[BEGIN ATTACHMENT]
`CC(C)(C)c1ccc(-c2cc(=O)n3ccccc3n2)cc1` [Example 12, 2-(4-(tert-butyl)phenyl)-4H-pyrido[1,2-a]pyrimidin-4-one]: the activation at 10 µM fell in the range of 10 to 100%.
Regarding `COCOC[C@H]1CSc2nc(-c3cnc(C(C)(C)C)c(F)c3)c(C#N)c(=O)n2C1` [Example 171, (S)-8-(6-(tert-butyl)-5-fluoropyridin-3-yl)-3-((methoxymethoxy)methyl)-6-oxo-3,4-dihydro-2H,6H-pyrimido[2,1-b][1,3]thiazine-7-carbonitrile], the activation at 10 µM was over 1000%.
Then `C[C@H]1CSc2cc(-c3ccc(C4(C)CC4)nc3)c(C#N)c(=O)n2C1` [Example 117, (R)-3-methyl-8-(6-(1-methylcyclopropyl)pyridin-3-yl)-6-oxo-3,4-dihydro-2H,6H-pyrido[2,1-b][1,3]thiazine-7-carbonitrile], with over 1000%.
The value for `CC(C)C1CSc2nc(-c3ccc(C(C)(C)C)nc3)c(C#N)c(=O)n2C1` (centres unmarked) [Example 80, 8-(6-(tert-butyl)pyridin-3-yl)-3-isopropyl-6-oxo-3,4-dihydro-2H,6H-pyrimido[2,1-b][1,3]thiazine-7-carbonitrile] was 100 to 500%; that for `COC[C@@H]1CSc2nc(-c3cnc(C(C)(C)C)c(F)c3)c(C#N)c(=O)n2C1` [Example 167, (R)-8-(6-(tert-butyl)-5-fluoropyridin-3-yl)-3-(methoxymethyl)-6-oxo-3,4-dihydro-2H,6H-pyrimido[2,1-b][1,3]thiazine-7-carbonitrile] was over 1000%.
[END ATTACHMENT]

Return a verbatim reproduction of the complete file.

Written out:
`CC(C)(C)c1ccc(-c2cc(=O)n3ccccc3n2)cc1` [Example 12, 2-(4-(tert-butyl)phenyl)-4H-pyrido[1,2-a]pyrimidin-4-one]: the activation at 10 µM fell in the range of 10 to 100%.
Regarding `COCOC[C@H]1CSc2nc(-c3cnc(C(C)(C)C)c(F)c3)c(C#N)c(=O)n2C1` [Example 171, (S)-8-(6-(tert-butyl)-5-fluoropyridin-3-yl)-3-((methoxymethoxy)methyl)-6-oxo-3,4-dihydro-2H,6H-pyrimido[2,1-b][1,3]thiazine-7-carbonitrile], the activation at 10 µM was over 1000%.
Then `C[C@H]1CSc2cc(-c3ccc(C4(C)CC4)nc3)c(C#N)c(=O)n2C1` [Example 117, (R)-3-methyl-8-(6-(1-methylcyclopropyl)pyridin-3-yl)-6-oxo-3,4-dihydro-2H,6H-pyrido[2,1-b][1,3]thiazine-7-carbonitrile], with over 1000%.
The value for `CC(C)C1CSc2nc(-c3ccc(C(C)(C)C)nc3)c(C#N)c(=O)n2C1` (centres unmarked) [Example 80, 8-(6-(tert-butyl)pyridin-3-yl)-3-isopropyl-6-oxo-3,4-dihydro-2H,6H-pyrimido[2,1-b][1,3]thiazine-7-carbonitrile] was 100 to 500%; that for `COC[C@@H]1CSc2nc(-c3cnc(C(C)(C)C)c(F)c3)c(C#N)c(=O)n2C1` [Example 167, (R)-8-(6-(tert-butyl)-5-fluoropyridin-3-yl)-3-(methoxymethyl)-6-oxo-3,4-dihydro-2H,6H-pyrimido[2,1-b][1,3]thiazine-7-carbonitrile] was over 1000%.